MILWAUKEE - In a time when the HVAC industry is facing a shortage of skilled workers, Pennsylvania College of Technology (Penn College, a Penn State affiliate) and Johnson Controls are teaming up to attract and groom the next generation of HVAC technicians.

Johnson Controls donated resources and equipment to partnering schools to support existing curriculum and simulate the work environment, through the manufacturer’s national program CareerConnect. The company’s contributions to Penn College will include classroom and lab learning materials, instruction from local industry experts, and paid internship opportunities. The total market value of the program to Penn College is more than $13,000.

The company will also participate in community and recruiting events to increase local awareness of career opportunities available to skilled technicians. According to employment projections reported by the U.S. Department of Labor Statistics, the total number of HVAC-related skilled trade positions is expected to grow nearly 10 percent nationwide by 2016. In Pennsylvania alone, there will be 300 new HVAC jobs openings annually.

Students enrolled in key programs at Penn College’s School of Construction and Design Technologies are also eligible for the Johnson Controls Future Hires Program. This opportunity offers select students scholarship money to help mitigate tuition costs, and it guarantees a technician a job with Johnson Controls upon graduation. Up to five students from Penn College can be selected annually for participation.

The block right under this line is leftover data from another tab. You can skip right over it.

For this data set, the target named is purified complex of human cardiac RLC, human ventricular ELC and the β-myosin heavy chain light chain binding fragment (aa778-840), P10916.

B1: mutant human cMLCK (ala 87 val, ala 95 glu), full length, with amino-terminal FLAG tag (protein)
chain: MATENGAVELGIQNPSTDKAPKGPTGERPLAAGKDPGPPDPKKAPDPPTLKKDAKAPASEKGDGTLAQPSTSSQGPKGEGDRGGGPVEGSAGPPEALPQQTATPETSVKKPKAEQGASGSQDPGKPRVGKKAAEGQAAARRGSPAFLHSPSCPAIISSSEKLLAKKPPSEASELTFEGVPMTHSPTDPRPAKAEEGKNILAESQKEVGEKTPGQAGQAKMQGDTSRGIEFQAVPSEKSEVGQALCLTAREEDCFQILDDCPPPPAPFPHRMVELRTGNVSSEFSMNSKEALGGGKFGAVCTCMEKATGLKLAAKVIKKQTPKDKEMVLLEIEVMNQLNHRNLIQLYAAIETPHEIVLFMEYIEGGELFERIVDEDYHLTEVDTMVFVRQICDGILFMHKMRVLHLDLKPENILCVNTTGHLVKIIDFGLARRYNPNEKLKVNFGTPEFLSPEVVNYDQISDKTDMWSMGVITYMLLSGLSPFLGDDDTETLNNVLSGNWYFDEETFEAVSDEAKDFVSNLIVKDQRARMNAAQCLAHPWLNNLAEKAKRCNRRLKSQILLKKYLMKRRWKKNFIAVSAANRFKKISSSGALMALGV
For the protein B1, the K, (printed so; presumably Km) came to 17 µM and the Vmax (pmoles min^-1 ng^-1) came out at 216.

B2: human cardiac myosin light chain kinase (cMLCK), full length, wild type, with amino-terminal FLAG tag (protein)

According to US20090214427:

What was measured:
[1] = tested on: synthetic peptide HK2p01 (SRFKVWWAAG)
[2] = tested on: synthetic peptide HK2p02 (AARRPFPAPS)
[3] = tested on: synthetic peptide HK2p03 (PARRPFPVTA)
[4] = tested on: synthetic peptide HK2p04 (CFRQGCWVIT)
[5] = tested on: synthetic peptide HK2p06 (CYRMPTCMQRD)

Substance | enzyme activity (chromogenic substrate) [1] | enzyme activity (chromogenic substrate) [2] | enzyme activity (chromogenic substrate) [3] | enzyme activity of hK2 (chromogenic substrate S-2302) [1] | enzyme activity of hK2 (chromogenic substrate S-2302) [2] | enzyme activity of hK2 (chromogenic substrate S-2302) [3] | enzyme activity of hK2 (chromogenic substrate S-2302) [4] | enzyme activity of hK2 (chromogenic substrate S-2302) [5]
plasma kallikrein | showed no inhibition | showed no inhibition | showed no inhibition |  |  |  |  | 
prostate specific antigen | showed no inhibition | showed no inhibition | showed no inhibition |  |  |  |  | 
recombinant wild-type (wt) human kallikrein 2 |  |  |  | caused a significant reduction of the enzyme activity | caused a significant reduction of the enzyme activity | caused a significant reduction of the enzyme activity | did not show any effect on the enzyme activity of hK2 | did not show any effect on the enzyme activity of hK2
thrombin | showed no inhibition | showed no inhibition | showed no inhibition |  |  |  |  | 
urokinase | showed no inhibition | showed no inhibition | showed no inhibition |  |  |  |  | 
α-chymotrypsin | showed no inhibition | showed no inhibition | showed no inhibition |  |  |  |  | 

“Our school and students have a lot to gain from this relationship with Johnson Controls,” said Marc Bridgens, acting dean of the School of Construction and Design Technologies. “We gain access to industry leadership and our students can obtain an employment offer with a Fortune 500 company.”

Through its local network of service professionals, including branches in Harrisburg and others throughout the Mid-Atlantic region, Johnson Controls offers a team of experts and a range of service solutions designed to improve facility performance.

“These programs allow Johnson Controls to meet the needs of our growing service business by investing in promising local talent,” said Chris McNally, Central Pennsylvania service branch manager. “We also shorten our recruiting cycle and benefit from increased productivity of our new hires.”

To date, Penn College is one of 14 schools involved in the CareerConnect program throughout North America. Colleges are evaluated based on school and program demographics, including diversity statistics, curriculum (and ability to modify it), geographic areas served, enrollments, placement statistics, strategies, and its relationship with Johnson Controls.

Pennsylvania College of Technology became an affiliate of Penn State University in 1989. Before that it was known as Williamsport Area Community College (1965-89) and Williamsport Technical Institute (1941-65). Today, Penn College is a special mission affiliate of Penn State, committed to applied technology education. More than 6,500 students are enrolled in the bachelor degree, associate degree, and certificate majors, relating to more than 100 different career fields.

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Publication date:10/06/2008